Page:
Pharmacists are awesome. The profession is—and has always been—a space for inventors, innovators, and tireless public health champions to make positive impacts locally and globally. It’s no surprise, then, that pharmacists continue to adapt and evolve within a rapidly-changing healthcare landscape. For the positive contributions they make, often without much fanfare, our research indicates you should find a nearby pharmacist and offer a hug.
We asked experts to explain the critical roles pharmacists play in contemporary society. Their responses reinforce the hug-worthiness of the modern pharmacist.
On the Pharmacist's Evolving Role
Phil Ayers, Pharm.D., BCNSP, FASHP
Chief, Clinical Pharmacy Services | Baptist Health Systems
Member, USP Healthcare Quality Expert Committee
“The role of the pharmacist continues to evolve and expand beyond the task of traditional dispensing. Recent studies support the value of pharmacist-provided services in areas such as medication management, medication reconciliation, preventive care, educational and behavioral counseling, transitions of care, medication adherence, and collaborative patient care models. These services, provided in various healthcare settings such as community pharmacies, health-system pharmacies and ambulatory clinics, ensure safe and effective use of medications for patients.”
Pharmacists as a Critical Public Health Resource
Gus Bassani, Pharm.D.
Vice President of Consulting, R&D, and Formulation Development | Professional Compounding Centers of America
Member, USP Compounding Expert Committee
"Being a pharmacist is about more than filling prescriptions – it’s about improving patient lives. Pharmacists are some of the most accessible healthcare professionals in the world, and are ideally positioned to be a resource to millions of patients walking in the door of retail and clinical sites every day.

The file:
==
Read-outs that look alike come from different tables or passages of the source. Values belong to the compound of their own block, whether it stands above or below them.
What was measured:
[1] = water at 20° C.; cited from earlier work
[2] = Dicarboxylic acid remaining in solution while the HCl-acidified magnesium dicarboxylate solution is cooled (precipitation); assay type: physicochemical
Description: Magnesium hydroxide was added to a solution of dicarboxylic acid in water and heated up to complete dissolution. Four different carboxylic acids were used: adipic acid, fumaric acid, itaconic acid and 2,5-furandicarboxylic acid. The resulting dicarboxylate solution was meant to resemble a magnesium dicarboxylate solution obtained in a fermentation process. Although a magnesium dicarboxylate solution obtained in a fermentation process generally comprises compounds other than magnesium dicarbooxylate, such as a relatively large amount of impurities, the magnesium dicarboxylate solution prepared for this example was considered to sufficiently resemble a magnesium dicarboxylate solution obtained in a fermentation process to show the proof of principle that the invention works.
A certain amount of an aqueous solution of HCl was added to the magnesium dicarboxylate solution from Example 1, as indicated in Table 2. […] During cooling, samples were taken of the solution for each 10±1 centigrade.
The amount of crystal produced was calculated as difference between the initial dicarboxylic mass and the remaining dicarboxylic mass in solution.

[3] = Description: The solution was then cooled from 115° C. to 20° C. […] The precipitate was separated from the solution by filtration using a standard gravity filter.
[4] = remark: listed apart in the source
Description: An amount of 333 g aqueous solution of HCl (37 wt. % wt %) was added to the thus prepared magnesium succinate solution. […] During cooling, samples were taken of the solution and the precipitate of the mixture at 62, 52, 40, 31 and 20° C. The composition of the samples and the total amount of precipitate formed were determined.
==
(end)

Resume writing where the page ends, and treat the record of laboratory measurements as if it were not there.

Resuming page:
"From simple medication or health questions to more complex disease state management issues, pharmacists regularly extend a helping hand to a public that is increasingly seeking answers. The CDC recently recognized the value of pharmacists in a letter applauding the impact of pharmacist administered immunizations. The vast reach of the pharmacy profession is so valuable to public health. Additionally, the wise counsel and problem solving skills of a local pharmacist can have enormous impact on clinical outcomes as well.
"Take compounding pharmacy, for example. For the many people whose needs are not being met by commercially available medications, like the child who can’t swallow pills, or the cancer patient who needs a drug that’s in short supply or needs it administered in a different way, compounding gives pharmacists the means to customize medications to meet specific patient needs. This is personalized medication, and also represents the foundation of the pharmacy profession. So often the result is a very warm hug from a patient or his or her family members.
"All pharmacists, regardless of specialty or setting, seek to do one thing: help improve patient lives."
On Leveraging the Pharmacist's Expertise in Modern Healthcare
Elizabeth Miller, Pharm.D.
Vice President, U.S. Regulatory Affairs | USP
"Pharmacy is a dynamic profession, and the role of the pharmacist continues to evolve as pharmacists move from being medication dispensers to patient-focused and outcome-oriented care providers.